Following a period of deregulation, scandal and consolidation within the banking industry, many companies have been quick to express their intention to switch banks.
In the Financial Director relationship banking survey conducted in March and collecting 580 responses from FDs, CFOs and financial controllers, 14 percent indicated they were likely, or very likely, to change their main relationship bank within the next year. Medium-sized businesses (20-100 employees) were much more likely to switch (21.9 percent) than other businesses. About 10 percent of the largest companies (more than 500 employees) indicated an intention to switch, while larger mid-corporates indicated they were less likely to switch.
However, the nature of larger companies’ defection is more subtle. Rather than dump their financial partners outright, FDs we polled have added more banking relationships and shifted the share of transaction and lending business away from their original relationship bank.
Our respondents indicated there were many causes of stress in their relationship with their principal bank, but the banks’ increasing demands for collateral, guarantees and security were top of the list. About 53 percent of the companies that said they were ‘very likely’ to switch banks within a year ranked collateral as ‘somewhat important’, and 58 percent of these mentioned credit restrictions.
Changes in bank policies and operations precipitated by the financial crisis were also mentioned as a source of friction. More than 34 percent of Royal Bank of Scotland (RBS) clients, and about 43 percent of the respondents that still identified themselves as HBOS clients, mentioned bank restructuring as a stress factor. Lloyds’ clients were less concerned about the changes at their bank: less than 17 percent mentioned this cause of stress, and the average for all banks was about 26 percent.
One of the most interesting findings was the perception from FDs that the bank does not understand their business: this produced the greatest spread between satisfied and dissatisfied bank clients. Smaller businesses were more likely to voice this concern.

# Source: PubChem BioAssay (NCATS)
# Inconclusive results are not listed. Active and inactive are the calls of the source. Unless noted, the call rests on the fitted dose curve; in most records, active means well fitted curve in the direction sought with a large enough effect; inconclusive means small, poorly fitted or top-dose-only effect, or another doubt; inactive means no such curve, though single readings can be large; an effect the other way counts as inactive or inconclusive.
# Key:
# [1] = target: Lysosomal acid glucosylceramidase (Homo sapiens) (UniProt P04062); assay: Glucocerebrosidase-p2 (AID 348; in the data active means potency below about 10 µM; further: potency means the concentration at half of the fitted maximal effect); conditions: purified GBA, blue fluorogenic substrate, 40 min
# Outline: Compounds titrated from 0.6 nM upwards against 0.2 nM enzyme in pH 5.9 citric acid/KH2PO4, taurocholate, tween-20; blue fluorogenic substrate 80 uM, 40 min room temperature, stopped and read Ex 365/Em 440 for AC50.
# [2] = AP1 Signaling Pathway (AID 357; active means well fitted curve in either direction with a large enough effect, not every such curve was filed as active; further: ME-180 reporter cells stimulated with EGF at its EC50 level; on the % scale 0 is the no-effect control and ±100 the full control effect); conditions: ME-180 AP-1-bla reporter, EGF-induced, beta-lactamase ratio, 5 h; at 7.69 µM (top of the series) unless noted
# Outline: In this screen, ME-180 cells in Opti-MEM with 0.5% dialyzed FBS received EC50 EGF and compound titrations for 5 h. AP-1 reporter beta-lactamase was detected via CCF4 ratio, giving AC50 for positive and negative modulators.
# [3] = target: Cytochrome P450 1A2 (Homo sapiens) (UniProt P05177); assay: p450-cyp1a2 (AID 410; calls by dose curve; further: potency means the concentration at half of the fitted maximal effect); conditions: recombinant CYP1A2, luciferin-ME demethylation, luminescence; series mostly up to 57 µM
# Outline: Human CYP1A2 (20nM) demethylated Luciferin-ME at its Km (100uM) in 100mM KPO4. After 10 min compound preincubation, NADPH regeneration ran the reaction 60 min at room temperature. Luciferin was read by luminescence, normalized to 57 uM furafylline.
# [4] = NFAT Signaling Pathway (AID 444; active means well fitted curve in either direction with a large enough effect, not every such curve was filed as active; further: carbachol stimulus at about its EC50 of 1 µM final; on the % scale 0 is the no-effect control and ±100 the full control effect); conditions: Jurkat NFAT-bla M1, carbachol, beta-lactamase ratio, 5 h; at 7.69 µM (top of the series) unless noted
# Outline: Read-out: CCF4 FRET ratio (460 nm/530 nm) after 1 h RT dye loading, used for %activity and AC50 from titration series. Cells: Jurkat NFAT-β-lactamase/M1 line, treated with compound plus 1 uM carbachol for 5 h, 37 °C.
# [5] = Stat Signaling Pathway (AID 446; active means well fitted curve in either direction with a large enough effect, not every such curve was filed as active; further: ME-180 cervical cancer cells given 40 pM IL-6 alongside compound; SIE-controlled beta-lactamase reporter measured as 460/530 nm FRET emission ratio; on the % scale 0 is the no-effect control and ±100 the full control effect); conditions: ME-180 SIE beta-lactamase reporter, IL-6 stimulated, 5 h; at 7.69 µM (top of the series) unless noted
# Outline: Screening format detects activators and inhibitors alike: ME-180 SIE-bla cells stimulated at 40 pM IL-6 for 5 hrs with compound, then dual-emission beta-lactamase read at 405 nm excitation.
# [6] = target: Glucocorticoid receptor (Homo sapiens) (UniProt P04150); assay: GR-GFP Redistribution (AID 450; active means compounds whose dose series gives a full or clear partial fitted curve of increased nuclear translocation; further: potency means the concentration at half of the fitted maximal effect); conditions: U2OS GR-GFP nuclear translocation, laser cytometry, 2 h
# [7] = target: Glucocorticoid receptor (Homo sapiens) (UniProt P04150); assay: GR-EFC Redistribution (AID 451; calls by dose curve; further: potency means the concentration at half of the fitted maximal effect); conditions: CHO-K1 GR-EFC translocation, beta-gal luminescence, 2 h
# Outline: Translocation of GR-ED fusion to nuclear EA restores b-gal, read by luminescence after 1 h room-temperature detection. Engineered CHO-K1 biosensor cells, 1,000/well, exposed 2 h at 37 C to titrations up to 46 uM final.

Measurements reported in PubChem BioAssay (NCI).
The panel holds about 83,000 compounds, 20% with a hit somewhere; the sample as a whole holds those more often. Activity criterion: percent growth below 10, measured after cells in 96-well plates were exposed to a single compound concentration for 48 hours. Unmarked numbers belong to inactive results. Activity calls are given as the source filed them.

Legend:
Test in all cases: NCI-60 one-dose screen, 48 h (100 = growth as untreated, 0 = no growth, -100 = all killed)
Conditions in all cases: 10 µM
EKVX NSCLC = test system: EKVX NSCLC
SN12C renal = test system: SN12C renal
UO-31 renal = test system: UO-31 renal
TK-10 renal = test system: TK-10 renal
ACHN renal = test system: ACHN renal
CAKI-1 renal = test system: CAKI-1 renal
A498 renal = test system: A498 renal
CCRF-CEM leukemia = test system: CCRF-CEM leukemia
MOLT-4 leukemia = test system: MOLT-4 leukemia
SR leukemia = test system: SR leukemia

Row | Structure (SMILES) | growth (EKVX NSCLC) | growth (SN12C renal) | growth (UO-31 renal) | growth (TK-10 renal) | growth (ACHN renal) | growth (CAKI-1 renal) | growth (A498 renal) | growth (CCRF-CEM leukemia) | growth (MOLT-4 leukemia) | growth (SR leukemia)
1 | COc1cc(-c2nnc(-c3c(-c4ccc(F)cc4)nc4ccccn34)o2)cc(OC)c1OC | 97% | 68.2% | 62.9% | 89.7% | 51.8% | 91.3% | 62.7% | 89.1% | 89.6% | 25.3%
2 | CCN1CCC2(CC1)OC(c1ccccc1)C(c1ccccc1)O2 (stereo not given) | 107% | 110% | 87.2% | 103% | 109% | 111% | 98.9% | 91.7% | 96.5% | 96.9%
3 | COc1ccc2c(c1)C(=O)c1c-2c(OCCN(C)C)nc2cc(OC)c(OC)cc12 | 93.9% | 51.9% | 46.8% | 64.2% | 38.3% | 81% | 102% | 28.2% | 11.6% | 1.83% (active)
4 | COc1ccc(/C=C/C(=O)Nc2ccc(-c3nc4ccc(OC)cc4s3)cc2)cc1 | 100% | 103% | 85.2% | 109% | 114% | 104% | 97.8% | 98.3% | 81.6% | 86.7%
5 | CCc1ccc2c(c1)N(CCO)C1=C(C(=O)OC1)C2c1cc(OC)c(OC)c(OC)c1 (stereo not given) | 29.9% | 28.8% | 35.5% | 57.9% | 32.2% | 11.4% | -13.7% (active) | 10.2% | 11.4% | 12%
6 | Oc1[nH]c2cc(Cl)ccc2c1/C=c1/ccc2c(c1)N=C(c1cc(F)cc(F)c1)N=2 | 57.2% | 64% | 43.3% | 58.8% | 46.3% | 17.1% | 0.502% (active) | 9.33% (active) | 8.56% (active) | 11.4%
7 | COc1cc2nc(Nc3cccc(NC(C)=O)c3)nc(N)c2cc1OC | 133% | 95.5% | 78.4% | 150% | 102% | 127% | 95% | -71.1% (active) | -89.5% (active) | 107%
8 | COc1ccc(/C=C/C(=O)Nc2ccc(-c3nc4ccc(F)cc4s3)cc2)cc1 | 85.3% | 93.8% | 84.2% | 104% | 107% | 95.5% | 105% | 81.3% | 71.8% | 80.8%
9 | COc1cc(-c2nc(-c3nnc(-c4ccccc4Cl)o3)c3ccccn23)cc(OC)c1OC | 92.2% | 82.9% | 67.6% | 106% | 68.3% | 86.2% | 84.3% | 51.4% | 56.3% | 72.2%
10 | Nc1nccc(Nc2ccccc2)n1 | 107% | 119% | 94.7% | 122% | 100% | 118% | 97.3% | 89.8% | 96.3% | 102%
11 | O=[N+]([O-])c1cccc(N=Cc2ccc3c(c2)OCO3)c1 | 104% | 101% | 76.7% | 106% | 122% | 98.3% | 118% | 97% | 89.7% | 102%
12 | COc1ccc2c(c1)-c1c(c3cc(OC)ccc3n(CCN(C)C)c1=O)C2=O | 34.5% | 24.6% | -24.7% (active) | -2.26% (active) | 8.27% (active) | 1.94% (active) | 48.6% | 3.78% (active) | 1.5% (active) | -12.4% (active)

Almost a quarter of respondents reported they had changed bank at least once within the past five years, in some cases a result of bank reorganisation. Among the businesses that switched banks, ex-RBS clients were the largest part of this sample, followed by ex-Barclays clients.
The respondents identified three major causes of relationship stress with their previous bank: changes in the bank that were caused by the financial crisis; bank collateral requirements; and service quality. Factors that would affect the whole industry, such as interest rates, were not an important consideration. Almost 39 percent of this group mentioned bank changes as at least ‘somewhat important’, with ex-RBS and ex-Lloyds clients slightly ahead of the average in this category. Ex-Barclays clients were the most likely (53 percent) to mention this factor.
In earlier surveys, one of the most interesting findings was that a clearly identifiable group of businesses that had recently switched main relationship banks appeared more likely to switch again in the near future. These firms were labeled ‘serial monogamists’ because they appeared to bring high expectations to their new bank relationship and were quickly disappointed when it did not live up to expectations.
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